ACOLU, S.C. (WACH/WCIV) — The memorial for George Stinney, Jr., the youngest person executed in the U.S. this century, has a new face. His. Continue reading: ABC News
SCDOC director ‘unsuccessful in acquiring lethal injection drugs’
. . . South Carolina is one of many states whose death penalties are on hold because of drug companies’ refusal to supply pentobarbital, a sedative used in lethal injection cocktails.
Stirling said he is deciding whether another sedative, midazolam, could be a suitable substitute for pentobarbital. Read more: WYFF
All life is worth saving
Just as in Clarence Darrow’s day, the death penalty continues to be practiced in many American states. Yet around the world, the majority of nations no longer executes their prisoners, showing increasing support for the abolition of capital punishment. Recently, in December 2014, when the United Nations General Assembly introduced a resolution calling for an international moratorium on the use of the death penalty, a record 117 countries voted in favor of abolition, while only 38 nations, including the United States, voted against it. Indeed, falling just behind China, Iran, Iraq, and Saudi Arabia, the United States is recorded to have the 5th highest rate of execution worldwide. Continue reading
-“Under the Court’s new rule, it would not matter whether the State intended to use midazolam, or instead to have petitioners drawn and quartered, slowly tortured to death, or actually burned at the stake,” write dissenting justices.
In the most closely-watched death penalty case in years, the U.S. Supreme Court on Monday ruled 5-4 that Oklahoma can use the controversial and experimental execution drug midazolam that was behind the last year’s horrific killing of 38-year-old man Clayton Lockett – who writhed and groaned for 43 minutes before ultimately succumbing to a heart attack. Continue reading: Common Dreams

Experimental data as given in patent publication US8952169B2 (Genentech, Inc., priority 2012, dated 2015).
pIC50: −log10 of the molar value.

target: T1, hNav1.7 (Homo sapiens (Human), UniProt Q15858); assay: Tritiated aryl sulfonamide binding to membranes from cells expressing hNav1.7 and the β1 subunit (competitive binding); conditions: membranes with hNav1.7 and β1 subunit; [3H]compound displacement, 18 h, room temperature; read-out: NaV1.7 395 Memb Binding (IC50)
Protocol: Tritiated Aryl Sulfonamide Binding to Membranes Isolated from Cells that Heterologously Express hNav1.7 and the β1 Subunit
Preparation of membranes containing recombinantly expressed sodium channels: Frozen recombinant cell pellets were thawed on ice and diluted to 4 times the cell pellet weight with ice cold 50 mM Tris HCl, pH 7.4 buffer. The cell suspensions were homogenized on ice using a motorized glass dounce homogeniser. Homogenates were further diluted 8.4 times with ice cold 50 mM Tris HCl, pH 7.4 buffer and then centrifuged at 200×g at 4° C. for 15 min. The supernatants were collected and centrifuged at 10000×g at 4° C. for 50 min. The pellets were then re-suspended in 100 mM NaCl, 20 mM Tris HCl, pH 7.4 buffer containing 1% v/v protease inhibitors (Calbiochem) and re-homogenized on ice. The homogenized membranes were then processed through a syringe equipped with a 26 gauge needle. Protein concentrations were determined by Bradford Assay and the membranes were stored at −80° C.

Glenn Ford, who spent nearly 30 years on death row in Louisiana for a murder he almost certainly did not commit, died on Monday in New Orleans, less than 16 months after his conviction and death sentence were vacated and he was released. He was 65. Continue reading: The New York Times
The Justice Department will probably file federal hate crime charges against the white man accused of carrying out a massacre at a storied black church in South Carolina, federal law enforcement officials said Wednesday. Continue reading: The New York Times
Please read Leonard Pitts’ letter to the Honorable Antonin G. Scalia, associate justice of the Supreme Court of the United States, regarding Henry Lee McCollum, whose case Justice Scalia used to justify his support of the death penalty and who was later found innocent by DNA evidence and has now been pardoned by North Carolina Gov. Pat McCrory.
Last week, the Supreme Court agreed to hear the case of Timothy Tyrone Foster, a black man sentenced to death by an all-white Georgia jury in 1987 for murdering an elderly white woman. Foster claims that the prosecution deliberately eliminated all four eligible black jurors. The state argues that race played no role in jury selection. It’s an odd argument in light of the evidence that emerged decades after Foster’s conviction: in their notes, the prosecutors highlighted the black jurors’ names in green; circled the answer “black” on the questionnaire where jurors had been asked to identify their race; labelled three black jurors “B#1,” “B#2,” and “B#3”; and identified which person to keep “if we had to pick a black juror.”
Continue reading: The New Yorker
Glenn Ford spent nearly three decades on Angola’s death row for a murder he did not commit. He battled a terminal cancer diagnosis that, according to his federal lawsuit, went needlessly untreated by prison staff. And he challenged the state of Louisiana over its denial of wrongful conviction and imprisonment compensation.
Continue reading: NOLA (The Times-Picayune)